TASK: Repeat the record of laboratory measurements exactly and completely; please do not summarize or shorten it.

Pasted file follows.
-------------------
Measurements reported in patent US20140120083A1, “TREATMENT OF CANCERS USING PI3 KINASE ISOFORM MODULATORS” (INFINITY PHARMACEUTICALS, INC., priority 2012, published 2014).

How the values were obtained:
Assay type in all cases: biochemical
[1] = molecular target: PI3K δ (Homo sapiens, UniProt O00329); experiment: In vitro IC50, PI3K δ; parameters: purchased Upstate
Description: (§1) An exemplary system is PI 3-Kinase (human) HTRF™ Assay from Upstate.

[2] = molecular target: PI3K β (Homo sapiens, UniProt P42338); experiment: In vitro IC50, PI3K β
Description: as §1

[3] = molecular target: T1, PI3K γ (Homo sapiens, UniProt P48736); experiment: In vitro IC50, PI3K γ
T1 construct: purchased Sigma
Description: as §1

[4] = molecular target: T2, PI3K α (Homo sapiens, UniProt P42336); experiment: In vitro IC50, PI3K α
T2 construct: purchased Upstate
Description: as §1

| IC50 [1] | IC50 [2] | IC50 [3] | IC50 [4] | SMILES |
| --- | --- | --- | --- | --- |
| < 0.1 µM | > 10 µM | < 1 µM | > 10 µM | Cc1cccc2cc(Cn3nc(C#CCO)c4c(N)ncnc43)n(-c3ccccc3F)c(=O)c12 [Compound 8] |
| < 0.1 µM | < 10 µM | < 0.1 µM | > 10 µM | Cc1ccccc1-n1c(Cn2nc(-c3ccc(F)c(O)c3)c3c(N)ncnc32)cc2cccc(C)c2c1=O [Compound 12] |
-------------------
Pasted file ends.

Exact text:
Measurements reported in patent US20140120083A1, “TREATMENT OF CANCERS USING PI3 KINASE ISOFORM MODULATORS” (INFINITY PHARMACEUTICALS, INC., priority 2012, published 2014).

How the values were obtained:
Assay type in all cases: biochemical
[1] = molecular target: PI3K δ (Homo sapiens, UniProt O00329); experiment: In vitro IC50, PI3K δ; parameters: purchased Upstate
Description: (§1) An exemplary system is PI 3-Kinase (human) HTRF™ Assay from Upstate.

[2] = molecular target: PI3K β (Homo sapiens, UniProt P42338); experiment: In vitro IC50, PI3K β
Description: as §1

[3] = molecular target: T1, PI3K γ (Homo sapiens, UniProt P48736); experiment: In vitro IC50, PI3K γ
T1 construct: purchased Sigma
Description: as §1

[4] = molecular target: T2, PI3K α (Homo sapiens, UniProt P42336); experiment: In vitro IC50, PI3K α
T2 construct: purchased Upstate
Description: as §1

| IC50 [1] | IC50 [2] | IC50 [3] | IC50 [4] | SMILES |
| --- | --- | --- | --- | --- |
| < 0.1 µM | > 10 µM | < 1 µM | > 10 µM | Cc1cccc2cc(Cn3nc(C#CCO)c4c(N)ncnc43)n(-c3ccccc3F)c(=O)c12 [Compound 8] |
| < 0.1 µM | < 10 µM | < 0.1 µM | > 10 µM | Cc1ccccc1-n1c(Cn2nc(-c3ccc(F)c(O)c3)c3c(N)ncnc32)cc2cccc(C)c2c1=O [Compound 12] |